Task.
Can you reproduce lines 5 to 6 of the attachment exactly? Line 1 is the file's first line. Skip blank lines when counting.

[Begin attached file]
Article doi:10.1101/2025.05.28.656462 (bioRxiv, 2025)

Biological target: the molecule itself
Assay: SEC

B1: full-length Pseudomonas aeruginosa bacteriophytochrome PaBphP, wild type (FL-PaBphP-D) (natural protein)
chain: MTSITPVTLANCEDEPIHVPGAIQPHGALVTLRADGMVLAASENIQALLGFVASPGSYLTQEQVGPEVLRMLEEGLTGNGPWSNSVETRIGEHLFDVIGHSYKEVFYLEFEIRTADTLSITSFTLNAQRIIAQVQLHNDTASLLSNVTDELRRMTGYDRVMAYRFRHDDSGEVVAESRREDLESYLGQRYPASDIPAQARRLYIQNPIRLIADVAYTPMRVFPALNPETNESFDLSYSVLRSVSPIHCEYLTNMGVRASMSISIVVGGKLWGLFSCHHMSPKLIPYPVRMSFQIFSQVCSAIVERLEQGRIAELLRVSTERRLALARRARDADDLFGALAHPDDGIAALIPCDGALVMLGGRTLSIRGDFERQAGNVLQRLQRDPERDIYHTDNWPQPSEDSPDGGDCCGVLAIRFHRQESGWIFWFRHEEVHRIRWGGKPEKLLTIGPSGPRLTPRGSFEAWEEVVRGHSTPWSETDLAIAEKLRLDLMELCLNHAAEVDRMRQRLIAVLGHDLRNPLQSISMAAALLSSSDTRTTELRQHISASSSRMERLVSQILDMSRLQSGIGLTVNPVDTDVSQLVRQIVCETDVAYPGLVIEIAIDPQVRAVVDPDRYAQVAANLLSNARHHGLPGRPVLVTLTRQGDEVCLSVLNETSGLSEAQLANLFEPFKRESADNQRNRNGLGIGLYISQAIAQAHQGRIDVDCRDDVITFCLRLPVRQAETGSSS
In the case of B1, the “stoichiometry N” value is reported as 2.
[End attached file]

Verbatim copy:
chain: MTSITPVTLANCEDEPIHVPGAIQPHGALVTLRADGMVLAASENIQALLGFVASPGSYLTQEQVGPEVLRMLEEGLTGNGPWSNSVETRIGEHLFDVIGHSYKEVFYLEFEIRTADTLSITSFTLNAQRIIAQVQLHNDTASLLSNVTDELRRMTGYDRVMAYRFRHDDSGEVVAESRREDLESYLGQRYPASDIPAQARRLYIQNPIRLIADVAYTPMRVFPALNPETNESFDLSYSVLRSVSPIHCEYLTNMGVRASMSISIVVGGKLWGLFSCHHMSPKLIPYPVRMSFQIFSQVCSAIVERLEQGRIAELLRVSTERRLALARRARDADDLFGALAHPDDGIAALIPCDGALVMLGGRTLSIRGDFERQAGNVLQRLQRDPERDIYHTDNWPQPSEDSPDGGDCCGVLAIRFHRQESGWIFWFRHEEVHRIRWGGKPEKLLTIGPSGPRLTPRGSFEAWEEVVRGHSTPWSETDLAIAEKLRLDLMELCLNHAAEVDRMRQRLIAVLGHDLRNPLQSISMAAALLSSSDTRTTELRQHISASSSRMERLVSQILDMSRLQSGIGLTVNPVDTDVSQLVRQIVCETDVAYPGLVIEIAIDPQVRAVVDPDRYAQVAANLLSNARHHGLPGRPVLVTLTRQGDEVCLSVLNETSGLSEAQLANLFEPFKRESADNQRNRNGLGIGLYISQAIAQAHQGRIDVDCRDDVITFCLRLPVRQAETGSSS
In the case of B1, the “stoichiometry N” value is reported as 2.